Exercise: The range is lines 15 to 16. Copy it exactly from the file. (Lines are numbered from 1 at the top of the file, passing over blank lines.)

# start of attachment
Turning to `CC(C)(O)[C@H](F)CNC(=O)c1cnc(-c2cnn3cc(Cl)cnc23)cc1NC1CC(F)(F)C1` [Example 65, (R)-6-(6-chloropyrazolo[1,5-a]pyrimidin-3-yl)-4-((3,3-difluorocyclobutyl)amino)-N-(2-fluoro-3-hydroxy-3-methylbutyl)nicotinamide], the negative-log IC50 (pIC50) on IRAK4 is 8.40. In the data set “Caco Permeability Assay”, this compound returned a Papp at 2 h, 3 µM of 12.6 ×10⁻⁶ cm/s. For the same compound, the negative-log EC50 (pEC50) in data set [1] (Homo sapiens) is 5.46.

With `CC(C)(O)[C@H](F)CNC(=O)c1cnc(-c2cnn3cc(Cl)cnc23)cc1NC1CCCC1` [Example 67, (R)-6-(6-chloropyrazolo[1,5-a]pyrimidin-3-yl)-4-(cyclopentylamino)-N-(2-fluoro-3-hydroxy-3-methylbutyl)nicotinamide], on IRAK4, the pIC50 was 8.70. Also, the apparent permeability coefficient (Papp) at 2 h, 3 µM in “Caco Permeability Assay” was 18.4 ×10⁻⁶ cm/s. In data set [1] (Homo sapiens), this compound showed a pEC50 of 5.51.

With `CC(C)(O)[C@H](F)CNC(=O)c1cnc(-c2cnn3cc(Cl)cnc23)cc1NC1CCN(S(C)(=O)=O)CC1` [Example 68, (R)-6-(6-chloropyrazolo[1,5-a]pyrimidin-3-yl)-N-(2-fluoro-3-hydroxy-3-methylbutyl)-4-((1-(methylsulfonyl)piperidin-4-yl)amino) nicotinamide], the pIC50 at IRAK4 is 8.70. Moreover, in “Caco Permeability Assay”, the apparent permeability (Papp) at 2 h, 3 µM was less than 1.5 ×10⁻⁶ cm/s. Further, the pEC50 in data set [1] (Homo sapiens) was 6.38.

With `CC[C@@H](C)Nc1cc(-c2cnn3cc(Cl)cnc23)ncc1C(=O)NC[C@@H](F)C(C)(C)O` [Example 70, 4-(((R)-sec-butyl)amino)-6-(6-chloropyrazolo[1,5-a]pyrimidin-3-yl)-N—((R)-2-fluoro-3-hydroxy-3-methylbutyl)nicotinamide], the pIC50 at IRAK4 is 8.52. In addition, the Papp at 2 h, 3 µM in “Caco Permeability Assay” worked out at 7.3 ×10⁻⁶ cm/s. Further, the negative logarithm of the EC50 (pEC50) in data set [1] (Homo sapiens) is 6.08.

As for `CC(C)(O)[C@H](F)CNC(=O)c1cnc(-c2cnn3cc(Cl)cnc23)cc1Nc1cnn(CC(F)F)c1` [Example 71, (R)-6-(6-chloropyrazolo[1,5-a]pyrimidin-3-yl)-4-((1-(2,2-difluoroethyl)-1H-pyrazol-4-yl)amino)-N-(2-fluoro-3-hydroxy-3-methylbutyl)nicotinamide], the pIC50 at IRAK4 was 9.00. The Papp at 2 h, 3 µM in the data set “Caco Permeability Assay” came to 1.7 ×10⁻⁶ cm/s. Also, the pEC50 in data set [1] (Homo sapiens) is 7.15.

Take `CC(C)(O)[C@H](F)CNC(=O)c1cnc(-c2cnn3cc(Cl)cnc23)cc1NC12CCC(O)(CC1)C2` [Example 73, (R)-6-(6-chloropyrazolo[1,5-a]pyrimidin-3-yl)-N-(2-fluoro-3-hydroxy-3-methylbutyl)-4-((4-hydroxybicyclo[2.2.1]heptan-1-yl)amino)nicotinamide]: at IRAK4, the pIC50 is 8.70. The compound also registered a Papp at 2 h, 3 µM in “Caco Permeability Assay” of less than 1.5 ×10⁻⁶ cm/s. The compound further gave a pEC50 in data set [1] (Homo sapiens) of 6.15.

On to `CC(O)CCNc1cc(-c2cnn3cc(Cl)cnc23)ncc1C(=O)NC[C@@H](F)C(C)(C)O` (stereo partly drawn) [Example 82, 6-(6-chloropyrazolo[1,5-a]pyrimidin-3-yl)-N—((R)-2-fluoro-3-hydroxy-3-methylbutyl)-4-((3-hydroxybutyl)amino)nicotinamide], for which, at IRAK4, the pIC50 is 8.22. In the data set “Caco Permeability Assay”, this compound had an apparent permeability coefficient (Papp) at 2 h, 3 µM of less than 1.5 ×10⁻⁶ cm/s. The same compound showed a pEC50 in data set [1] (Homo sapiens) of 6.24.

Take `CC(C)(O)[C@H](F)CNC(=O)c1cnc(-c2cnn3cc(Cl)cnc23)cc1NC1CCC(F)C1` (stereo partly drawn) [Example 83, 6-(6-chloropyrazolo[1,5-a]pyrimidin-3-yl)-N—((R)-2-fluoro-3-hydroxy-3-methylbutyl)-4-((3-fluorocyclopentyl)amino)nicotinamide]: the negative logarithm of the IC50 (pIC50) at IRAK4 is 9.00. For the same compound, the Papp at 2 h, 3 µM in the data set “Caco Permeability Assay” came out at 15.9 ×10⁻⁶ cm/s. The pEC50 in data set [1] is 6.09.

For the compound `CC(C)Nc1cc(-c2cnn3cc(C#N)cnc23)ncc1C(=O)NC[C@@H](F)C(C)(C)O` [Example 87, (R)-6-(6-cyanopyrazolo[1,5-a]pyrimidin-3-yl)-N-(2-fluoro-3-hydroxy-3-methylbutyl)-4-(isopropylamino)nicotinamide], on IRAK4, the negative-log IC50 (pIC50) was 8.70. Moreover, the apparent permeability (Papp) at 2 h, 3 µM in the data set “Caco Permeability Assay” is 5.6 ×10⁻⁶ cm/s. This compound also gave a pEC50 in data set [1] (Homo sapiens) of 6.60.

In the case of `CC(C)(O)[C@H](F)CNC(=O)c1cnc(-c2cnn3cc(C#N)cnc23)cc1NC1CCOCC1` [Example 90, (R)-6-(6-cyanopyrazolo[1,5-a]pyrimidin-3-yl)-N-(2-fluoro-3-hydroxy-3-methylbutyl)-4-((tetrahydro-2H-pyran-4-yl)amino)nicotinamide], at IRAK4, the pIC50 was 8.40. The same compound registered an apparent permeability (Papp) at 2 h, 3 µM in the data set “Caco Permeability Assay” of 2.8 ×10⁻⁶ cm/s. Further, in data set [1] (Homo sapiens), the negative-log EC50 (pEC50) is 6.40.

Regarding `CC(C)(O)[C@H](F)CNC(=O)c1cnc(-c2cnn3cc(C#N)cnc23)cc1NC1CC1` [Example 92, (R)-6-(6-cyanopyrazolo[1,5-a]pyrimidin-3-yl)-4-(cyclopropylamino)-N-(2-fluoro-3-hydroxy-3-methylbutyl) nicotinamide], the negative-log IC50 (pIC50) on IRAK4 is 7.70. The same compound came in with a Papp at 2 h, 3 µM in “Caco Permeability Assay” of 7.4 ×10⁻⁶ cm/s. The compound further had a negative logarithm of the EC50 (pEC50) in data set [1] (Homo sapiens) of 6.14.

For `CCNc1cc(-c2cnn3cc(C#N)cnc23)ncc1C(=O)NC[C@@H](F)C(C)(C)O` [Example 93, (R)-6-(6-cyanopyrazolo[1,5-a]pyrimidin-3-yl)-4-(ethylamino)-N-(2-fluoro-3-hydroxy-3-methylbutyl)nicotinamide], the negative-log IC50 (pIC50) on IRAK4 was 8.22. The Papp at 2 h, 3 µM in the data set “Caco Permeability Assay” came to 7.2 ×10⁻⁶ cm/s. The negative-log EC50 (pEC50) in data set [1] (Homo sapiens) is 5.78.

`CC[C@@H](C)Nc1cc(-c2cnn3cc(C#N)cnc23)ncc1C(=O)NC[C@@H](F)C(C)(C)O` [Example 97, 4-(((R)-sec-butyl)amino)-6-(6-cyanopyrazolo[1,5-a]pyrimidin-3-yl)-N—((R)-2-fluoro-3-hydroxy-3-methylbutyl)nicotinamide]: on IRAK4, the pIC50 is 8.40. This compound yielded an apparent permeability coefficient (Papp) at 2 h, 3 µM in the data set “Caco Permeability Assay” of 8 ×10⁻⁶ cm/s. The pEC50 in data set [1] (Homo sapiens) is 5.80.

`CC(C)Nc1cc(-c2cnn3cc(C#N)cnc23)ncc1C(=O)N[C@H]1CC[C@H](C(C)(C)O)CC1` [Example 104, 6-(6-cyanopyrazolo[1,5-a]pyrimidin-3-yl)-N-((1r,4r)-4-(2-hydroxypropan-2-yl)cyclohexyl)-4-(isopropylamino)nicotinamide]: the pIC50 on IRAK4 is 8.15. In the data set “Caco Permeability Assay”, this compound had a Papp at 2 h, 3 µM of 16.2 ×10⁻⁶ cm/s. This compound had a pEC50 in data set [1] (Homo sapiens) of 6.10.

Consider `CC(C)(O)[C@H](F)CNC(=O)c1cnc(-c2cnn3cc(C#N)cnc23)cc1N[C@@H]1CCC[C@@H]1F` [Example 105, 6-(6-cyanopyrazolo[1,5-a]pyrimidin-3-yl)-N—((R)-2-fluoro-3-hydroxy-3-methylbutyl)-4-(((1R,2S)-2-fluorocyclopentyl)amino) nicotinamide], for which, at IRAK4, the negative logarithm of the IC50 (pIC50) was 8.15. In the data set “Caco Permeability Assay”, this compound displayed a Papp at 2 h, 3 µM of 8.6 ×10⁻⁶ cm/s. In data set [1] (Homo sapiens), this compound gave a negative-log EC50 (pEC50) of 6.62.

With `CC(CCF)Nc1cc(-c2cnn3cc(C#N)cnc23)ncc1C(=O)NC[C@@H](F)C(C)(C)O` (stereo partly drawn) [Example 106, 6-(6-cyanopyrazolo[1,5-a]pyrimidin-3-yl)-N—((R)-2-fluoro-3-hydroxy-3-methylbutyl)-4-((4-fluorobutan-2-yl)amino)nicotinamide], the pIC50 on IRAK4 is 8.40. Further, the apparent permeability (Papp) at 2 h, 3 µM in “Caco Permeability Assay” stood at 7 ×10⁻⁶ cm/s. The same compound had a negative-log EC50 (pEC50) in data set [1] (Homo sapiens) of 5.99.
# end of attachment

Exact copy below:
Consider `CC(C)(O)[C@H](F)CNC(=O)c1cnc(-c2cnn3cc(C#N)cnc23)cc1N[C@@H]1CCC[C@@H]1F` [Example 105, 6-(6-cyanopyrazolo[1,5-a]pyrimidin-3-yl)-N—((R)-2-fluoro-3-hydroxy-3-methylbutyl)-4-(((1R,2S)-2-fluorocyclopentyl)amino) nicotinamide], for which, at IRAK4, the negative logarithm of the IC50 (pIC50) was 8.15. In the data set “Caco Permeability Assay”, this compound displayed a Papp at 2 h, 3 µM of 8.6 ×10⁻⁶ cm/s. In data set [1] (Homo sapiens), this compound gave a negative-log EC50 (pEC50) of 6.62.

With `CC(CCF)Nc1cc(-c2cnn3cc(C#N)cnc23)ncc1C(=O)NC[C@@H](F)C(C)(C)O` (stereo partly drawn) [Example 106, 6-(6-cyanopyrazolo[1,5-a]pyrimidin-3-yl)-N—((R)-2-fluoro-3-hydroxy-3-methylbutyl)-4-((4-fluorobutan-2-yl)amino)nicotinamide], the pIC50 on IRAK4 is 8.40. Further, the apparent permeability (Papp) at 2 h, 3 µM in “Caco Permeability Assay” stood at 7 ×10⁻⁶ cm/s. The same compound had a negative-log EC50 (pEC50) in data set [1] (Homo sapiens) of 5.99.